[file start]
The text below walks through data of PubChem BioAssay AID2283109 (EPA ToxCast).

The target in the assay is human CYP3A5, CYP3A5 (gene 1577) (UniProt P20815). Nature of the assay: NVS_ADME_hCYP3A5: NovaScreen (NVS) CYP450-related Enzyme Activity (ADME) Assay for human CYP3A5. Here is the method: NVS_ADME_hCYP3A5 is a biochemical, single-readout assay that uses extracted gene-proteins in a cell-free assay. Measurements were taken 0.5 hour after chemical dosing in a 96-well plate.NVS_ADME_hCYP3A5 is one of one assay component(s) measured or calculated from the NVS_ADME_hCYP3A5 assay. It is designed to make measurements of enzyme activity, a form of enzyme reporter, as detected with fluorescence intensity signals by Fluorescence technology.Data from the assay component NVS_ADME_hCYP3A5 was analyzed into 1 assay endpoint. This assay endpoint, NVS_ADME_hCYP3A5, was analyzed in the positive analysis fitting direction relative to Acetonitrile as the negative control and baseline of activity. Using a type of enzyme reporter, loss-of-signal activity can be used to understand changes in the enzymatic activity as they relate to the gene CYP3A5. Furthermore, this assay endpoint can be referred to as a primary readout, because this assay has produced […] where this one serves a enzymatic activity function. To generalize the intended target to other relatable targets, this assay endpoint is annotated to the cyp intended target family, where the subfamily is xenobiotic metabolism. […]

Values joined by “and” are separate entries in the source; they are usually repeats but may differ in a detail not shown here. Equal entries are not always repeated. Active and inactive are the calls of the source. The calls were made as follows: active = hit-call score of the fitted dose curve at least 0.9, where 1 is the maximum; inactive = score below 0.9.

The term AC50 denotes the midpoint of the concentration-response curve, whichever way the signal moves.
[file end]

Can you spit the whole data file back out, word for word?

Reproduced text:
The text below walks through data of PubChem BioAssay AID2283109 (EPA ToxCast).

The target in the assay is human CYP3A5, CYP3A5 (gene 1577) (UniProt P20815). Nature of the assay: NVS_ADME_hCYP3A5: NovaScreen (NVS) CYP450-related Enzyme Activity (ADME) Assay for human CYP3A5. Here is the method: NVS_ADME_hCYP3A5 is a biochemical, single-readout assay that uses extracted gene-proteins in a cell-free assay. Measurements were taken 0.5 hour after chemical dosing in a 96-well plate.NVS_ADME_hCYP3A5 is one of one assay component(s) measured or calculated from the NVS_ADME_hCYP3A5 assay. It is designed to make measurements of enzyme activity, a form of enzyme reporter, as detected with fluorescence intensity signals by Fluorescence technology.Data from the assay component NVS_ADME_hCYP3A5 was analyzed into 1 assay endpoint. This assay endpoint, NVS_ADME_hCYP3A5, was analyzed in the positive analysis fitting direction relative to Acetonitrile as the negative control and baseline of activity. Using a type of enzyme reporter, loss-of-signal activity can be used to understand changes in the enzymatic activity as they relate to the gene CYP3A5. Furthermore, this assay endpoint can be referred to as a primary readout, because this assay has produced […] where this one serves a enzymatic activity function. To generalize the intended target to other relatable targets, this assay endpoint is annotated to the cyp intended target family, where the subfamily is xenobiotic metabolism. […]

Values joined by “and” are separate entries in the source; they are usually repeats but may differ in a detail not shown here. Equal entries are not always repeated. Active and inactive are the calls of the source. The calls were made as follows: active = hit-call score of the fitted dose curve at least 0.9, where 1 is the maximum; inactive = score below 0.9.

The term AC50 denotes the midpoint of the concentration-response curve, whichever way the signal moves.